South Australians, particularly residents in the state’s Upper Spencer Gulf, have legitimate reasons to be concerned about what’s happening in Whyalla.

The state government certainly is.

The blast furnace at the heart of Australia’s last structural steel-making factory hasn’t run since mid-March.

The nearly 60-year-old furnace was taken offline for 48 hours of maintenance and has not come back up to working temperature since.

On Wednesday, the owner of the steelworks, GFG Alliance, revealed the shell of the furnace had been damaged in the process of trying to restart it.

Even before that problem, plant manager Tony Swiericzuk told ABC News it would be “weeks” before production would resume.

Tony Swiericzuk says some contracts have been adjusted until the plant is back operating.(ABC News: Che Chorley)

The company is adamant the shell damage is repairable but warns the restart date for the furnace is set to be pushed back.

It’s also turned to bringing in steel billet to help fill customer orders.

So the uncertainty local residents have dealt with for the better part of two months is poised to linger into winter.

“It’s hard. I’m not going to lie,” Australian Workers’ Union SA branch organiser Shane Karger told ABC News on Thursday.

“It’s another kick in the guts to the workforce that have been striving for years to keep this place going.”

Mr Swiericzuk says the steelworks operation directly employs about 1,100 people and is updating workers at daily forums.

Many staff have had their shifts cut and their pay packets drop by up to 30 per cent.

But then there are the contractors and labour hire companies which are also impacted, let alone the flow on effects to other businesses in the city and broader region with people having less money than usual.

SA Energy and Mining Minister Tom Koutsantonis says the government holds “grave concerns” about the current situation.

He knows a thing or two about Whyalla and its steelworks.

Mr Koutsantonis had the same portfolios when previous owner and steelmaker Arrium plunged into administration in April 2016.

Tom Koutsantonis is sending a team of experts to Whyalla.(ABC News: Che Chorley)

“This blast furnace needs to survive,” he told ABC News on Wednesday.

The state government has political skin in the plant and its future.

It is dispatching its own experts to have a look at what’s going on with the damaged blast furnace.

“The question for us is to make sure that the regular maintenance has been done, to make sure that the money that needs to be invested has been invested,” Mr Koutsantonis said.

“The government’s entire strategy in Whyalla has always been about keeping that blast furnace hot, and that blast furnace has to stay hot and continue making steel.”

The government is in the midst of rolling out what it calls its State Prosperity Project.

Part of that is a near $600 million taxpayer-funded hydrogen plant which is about to be constructed outside of Whyalla.

An artist impression of the $600 million hydrogen plant.(Supplied: SA Government)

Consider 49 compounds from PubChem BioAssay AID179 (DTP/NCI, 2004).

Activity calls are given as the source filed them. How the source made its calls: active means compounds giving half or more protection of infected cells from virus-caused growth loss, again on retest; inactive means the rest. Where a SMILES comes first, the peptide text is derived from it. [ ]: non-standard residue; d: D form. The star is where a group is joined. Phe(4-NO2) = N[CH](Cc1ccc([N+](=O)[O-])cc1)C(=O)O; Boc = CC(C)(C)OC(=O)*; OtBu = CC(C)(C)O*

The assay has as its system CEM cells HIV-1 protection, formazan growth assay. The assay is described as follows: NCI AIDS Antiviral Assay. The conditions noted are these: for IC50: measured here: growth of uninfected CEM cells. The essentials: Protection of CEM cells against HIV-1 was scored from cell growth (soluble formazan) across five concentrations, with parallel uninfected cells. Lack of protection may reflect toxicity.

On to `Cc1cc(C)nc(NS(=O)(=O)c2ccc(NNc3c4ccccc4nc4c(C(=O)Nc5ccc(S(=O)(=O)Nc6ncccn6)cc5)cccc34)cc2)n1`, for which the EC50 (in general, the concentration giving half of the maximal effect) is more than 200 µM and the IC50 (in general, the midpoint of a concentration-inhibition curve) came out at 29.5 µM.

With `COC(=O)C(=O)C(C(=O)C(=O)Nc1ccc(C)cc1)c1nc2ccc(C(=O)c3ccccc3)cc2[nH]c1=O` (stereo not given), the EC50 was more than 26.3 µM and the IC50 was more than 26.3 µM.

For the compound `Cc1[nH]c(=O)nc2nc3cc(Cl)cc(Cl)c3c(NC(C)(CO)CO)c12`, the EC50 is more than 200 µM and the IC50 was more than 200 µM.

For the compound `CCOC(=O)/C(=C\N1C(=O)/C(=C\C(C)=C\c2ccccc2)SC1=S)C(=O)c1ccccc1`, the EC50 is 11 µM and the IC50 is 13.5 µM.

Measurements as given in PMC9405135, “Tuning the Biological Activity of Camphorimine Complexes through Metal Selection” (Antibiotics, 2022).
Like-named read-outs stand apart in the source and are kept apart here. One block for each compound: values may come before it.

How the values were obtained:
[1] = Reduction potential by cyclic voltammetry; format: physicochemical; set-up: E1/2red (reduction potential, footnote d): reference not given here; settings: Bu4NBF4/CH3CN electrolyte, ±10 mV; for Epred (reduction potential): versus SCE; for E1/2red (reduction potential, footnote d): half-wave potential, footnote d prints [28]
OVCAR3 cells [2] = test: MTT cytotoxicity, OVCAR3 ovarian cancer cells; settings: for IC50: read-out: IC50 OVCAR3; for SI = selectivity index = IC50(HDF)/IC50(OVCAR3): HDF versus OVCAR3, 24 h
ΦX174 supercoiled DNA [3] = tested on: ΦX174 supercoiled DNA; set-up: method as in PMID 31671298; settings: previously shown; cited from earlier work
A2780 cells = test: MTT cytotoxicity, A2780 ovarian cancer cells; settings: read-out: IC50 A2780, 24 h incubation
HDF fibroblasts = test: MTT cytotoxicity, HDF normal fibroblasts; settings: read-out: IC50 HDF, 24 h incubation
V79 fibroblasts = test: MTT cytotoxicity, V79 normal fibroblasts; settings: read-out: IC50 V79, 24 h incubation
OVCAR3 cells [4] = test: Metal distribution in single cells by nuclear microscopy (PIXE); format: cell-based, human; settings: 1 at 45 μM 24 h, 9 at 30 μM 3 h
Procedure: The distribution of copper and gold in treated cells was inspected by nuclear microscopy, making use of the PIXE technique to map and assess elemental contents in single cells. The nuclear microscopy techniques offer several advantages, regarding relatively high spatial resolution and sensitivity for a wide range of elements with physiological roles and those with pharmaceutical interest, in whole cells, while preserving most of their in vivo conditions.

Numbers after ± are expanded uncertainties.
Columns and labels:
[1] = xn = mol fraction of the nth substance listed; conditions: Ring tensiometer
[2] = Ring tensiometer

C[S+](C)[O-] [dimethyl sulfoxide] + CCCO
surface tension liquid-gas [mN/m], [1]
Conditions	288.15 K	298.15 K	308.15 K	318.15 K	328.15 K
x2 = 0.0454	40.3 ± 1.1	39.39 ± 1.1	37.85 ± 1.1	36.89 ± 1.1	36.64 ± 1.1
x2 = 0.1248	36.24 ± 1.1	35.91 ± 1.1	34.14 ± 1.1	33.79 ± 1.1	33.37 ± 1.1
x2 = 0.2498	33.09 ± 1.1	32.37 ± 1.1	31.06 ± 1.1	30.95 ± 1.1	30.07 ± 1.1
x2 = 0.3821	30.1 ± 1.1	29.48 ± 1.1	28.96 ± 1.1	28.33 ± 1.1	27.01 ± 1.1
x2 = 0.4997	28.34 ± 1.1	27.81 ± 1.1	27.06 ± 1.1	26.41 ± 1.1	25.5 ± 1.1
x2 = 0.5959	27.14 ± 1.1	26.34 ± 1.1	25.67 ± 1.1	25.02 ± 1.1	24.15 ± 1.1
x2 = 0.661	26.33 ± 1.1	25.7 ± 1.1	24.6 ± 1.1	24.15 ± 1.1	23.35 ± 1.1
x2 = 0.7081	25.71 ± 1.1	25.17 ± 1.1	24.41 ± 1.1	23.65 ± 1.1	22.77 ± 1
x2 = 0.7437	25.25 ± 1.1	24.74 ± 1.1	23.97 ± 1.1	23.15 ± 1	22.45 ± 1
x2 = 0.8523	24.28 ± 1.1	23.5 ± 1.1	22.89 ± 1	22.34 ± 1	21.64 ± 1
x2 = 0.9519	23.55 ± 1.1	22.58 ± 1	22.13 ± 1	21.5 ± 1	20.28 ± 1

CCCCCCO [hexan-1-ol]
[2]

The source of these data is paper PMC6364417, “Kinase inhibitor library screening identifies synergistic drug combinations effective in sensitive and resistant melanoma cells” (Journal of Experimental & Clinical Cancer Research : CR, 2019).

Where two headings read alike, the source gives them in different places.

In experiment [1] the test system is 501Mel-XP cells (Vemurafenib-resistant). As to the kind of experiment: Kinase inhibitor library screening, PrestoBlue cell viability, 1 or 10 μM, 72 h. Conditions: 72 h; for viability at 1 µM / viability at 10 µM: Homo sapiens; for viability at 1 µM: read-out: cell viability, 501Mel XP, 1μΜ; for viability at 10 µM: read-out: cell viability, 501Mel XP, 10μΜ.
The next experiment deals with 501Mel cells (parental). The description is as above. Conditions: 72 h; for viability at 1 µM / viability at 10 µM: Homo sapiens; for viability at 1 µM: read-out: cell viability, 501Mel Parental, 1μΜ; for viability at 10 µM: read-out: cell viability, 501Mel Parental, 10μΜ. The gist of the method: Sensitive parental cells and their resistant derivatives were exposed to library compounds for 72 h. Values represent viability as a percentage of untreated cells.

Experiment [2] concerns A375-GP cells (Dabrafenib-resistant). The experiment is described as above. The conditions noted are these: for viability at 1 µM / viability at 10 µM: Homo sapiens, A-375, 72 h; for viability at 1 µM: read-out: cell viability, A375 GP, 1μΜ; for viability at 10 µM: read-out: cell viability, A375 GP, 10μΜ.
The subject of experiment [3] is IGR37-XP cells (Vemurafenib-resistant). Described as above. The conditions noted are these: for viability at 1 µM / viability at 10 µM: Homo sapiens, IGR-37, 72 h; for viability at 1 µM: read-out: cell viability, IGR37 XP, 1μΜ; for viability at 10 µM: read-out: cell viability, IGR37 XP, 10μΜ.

There is an agreement in place between the government and GFG to supply the company with hydrogen to use in a new electric arc furnace, which the firm says it wants to build.

In April 2023, GFG placed the order for the new piece of equipment from Italian firm Danieli, which would replace the existing coal fired furnace.

The new furnace is estimated to cost $485 million, a price tag GFG could lower through a $50 million contribution from the SA government and a further $63.2 million from the Commonwealth.

When the company announced the electric furnace deal last year, it said work was already advanced, with construction expected to be completed in 2025 to replace the existing blast furnace.

Fast forward to the present, and Mr Koutsantonis is heading to Italy next week to get a face-to-face update from Danieli as to where the project is at.

“I want to see how far advanced the engineering plans are for an electric arc furnace to be delivered in Whyalla as promised by Mr Sanjeev Gupta (GFG Alliance chairman),” he said.

“I want to be reassured that we are on track.”

Sanjeev Gupta owns GFG Alliance, a collection of steel, aluminium and mining assets worldwide.(Supplied: GFG Alliance)

Mr Swiericzuk said the project was on the schedule the company had for it, as it looked to further lower emissions from the steelworks.

“The design and engineering on that facility is progressing with my own team and a small team of consultants are working their way through those studies,” he said.

The Whyalla woes are set against the continued back drop of questions over Mr Gutpa’s global operations.

The Serious Fraud Office in the UK launched an investigation into GFG’s financing arrangements with failed company Greensill Capital three years ago.

SA’s steel city has gone through cycles of booms and busts for decades, from the creation then departure of the shipbuilding industry, then the administration and sale of the steelworks through 2016 and 2017.

“The future of that community and that region is incredibly positive,” Mr Swiericzuk said.

“This is the great thing about Whyalla, they are a resilient people, and they are patient,” Mr Koutsantonis said.

“But even they can run out of patience.”